*This is just one of dozens of responses to common climate change denial arguments, which can all be found at How to Talk to a Climate Sceptic.*

**Objection:**

Natural variability is the null hypothesis and an anthropogenic CO2 warming effect needs compelling evidence before there is any reason to take it seriously.

**Answer: **

The null hypothesis is a statistical test and might be a reasonable approach if we were looking only for statistical correlation between increasing CO2 and increasing temperature. But we're not, there are known mechanisms involved whose effects can be predicted and measured. These effects are the results of simple laws of physics even if their interactions are quite complex.

But putting the inappropriate application of the Null Hypothesis aside, we are indeed well outside the realms of natural global variability as seen over the last two thousand years and even over the last 12,000 years. We can go back several hundreds of thousands of years and we still see that the temperature swings of the glacial/interglacial cycles were an order of magnitude slower than the warming rate we are now experiencing. In fact, outside of catastrophic geological events like the Paleocene Eocene Thermal Maximum there are no known precedents for warming this fast on a global scale. I'd say the case for "it's all natural" is the one that needs explaining.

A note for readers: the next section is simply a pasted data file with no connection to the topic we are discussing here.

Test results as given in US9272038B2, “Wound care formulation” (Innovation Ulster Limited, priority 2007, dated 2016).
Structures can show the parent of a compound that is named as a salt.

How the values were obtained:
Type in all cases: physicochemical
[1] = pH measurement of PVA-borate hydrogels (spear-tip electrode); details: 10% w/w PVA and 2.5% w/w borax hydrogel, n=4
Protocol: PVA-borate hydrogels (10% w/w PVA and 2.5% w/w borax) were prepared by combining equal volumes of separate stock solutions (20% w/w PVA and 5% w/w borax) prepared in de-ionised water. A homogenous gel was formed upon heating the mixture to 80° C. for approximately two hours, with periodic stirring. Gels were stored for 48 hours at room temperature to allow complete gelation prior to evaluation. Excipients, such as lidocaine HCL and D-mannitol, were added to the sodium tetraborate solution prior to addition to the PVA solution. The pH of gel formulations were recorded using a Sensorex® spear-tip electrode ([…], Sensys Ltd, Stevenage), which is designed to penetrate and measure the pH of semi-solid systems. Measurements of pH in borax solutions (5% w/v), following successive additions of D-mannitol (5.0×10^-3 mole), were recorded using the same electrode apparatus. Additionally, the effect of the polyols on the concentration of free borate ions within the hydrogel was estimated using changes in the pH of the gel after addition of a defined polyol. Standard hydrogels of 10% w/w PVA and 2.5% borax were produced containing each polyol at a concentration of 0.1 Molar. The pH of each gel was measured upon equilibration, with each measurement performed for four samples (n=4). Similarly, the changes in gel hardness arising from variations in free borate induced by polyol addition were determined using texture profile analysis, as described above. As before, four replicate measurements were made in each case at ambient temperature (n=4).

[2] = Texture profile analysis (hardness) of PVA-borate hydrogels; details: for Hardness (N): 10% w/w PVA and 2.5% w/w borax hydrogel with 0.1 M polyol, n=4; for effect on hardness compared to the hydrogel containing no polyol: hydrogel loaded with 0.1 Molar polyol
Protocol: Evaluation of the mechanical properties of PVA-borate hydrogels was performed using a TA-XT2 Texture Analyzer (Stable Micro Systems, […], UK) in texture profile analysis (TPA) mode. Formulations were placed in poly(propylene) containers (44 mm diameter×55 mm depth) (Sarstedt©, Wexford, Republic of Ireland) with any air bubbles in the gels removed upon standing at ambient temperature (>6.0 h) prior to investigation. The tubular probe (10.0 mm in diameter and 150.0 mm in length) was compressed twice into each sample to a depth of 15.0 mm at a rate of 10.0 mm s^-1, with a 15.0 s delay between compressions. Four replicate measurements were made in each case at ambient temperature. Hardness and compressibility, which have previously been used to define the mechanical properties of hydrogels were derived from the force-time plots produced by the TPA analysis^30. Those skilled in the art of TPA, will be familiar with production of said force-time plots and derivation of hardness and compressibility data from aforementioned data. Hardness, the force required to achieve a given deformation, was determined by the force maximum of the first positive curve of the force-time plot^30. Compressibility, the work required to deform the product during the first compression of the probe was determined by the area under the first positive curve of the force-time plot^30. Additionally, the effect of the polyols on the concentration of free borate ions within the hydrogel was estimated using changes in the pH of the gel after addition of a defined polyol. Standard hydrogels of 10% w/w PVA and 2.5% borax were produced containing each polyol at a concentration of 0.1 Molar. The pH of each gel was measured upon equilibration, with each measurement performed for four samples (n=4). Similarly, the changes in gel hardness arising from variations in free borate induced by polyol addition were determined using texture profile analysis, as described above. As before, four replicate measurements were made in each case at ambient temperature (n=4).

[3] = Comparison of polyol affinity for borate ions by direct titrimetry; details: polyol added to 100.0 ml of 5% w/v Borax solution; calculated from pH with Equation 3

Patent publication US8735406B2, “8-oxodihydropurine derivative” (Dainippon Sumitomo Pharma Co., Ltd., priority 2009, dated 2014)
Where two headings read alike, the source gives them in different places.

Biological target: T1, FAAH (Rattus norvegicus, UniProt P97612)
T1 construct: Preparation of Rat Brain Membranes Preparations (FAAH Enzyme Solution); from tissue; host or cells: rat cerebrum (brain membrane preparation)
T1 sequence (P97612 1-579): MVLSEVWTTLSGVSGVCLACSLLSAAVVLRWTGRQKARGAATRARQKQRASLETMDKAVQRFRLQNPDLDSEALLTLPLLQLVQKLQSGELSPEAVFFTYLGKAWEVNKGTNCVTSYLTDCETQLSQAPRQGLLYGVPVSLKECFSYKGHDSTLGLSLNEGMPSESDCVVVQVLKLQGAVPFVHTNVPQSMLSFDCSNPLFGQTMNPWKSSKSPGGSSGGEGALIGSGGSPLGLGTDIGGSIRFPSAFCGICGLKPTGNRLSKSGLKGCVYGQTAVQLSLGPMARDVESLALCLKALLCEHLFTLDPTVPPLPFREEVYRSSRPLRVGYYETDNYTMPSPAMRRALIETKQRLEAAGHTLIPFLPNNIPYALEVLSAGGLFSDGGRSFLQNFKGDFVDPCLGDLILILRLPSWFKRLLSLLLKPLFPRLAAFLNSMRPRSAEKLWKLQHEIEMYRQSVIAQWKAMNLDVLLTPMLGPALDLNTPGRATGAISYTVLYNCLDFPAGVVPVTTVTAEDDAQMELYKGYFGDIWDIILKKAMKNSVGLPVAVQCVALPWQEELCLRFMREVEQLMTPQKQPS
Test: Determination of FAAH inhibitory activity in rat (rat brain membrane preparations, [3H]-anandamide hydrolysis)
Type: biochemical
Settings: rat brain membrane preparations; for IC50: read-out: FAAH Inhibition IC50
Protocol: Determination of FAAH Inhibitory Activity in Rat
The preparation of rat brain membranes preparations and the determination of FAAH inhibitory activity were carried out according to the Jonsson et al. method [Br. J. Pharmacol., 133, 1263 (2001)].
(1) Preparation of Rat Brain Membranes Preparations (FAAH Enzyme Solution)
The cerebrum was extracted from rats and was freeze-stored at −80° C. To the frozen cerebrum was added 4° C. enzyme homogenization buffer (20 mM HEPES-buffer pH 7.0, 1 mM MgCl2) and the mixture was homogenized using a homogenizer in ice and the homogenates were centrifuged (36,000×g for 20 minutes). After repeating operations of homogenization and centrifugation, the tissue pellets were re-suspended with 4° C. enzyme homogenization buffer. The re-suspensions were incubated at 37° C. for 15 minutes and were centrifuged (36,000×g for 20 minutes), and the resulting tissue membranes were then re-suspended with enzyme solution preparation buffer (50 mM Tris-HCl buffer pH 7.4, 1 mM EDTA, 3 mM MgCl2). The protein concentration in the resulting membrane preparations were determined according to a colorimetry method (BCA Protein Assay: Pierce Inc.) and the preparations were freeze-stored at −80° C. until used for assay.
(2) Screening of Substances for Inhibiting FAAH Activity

Oh, and by the way, we do in fact have compelling evidence.

*This is just one of dozens of responses to common climate change denial arguments, which can all be found at How to Talk to a Climate Sceptic.*

"The Null Hypothesis Says it Natural" was first published here, where you can still find the original comment thread. This updated version is also posted on the Grist website, where additional comments can be found, though the author, Coby Beck, does not monitor or respond there.

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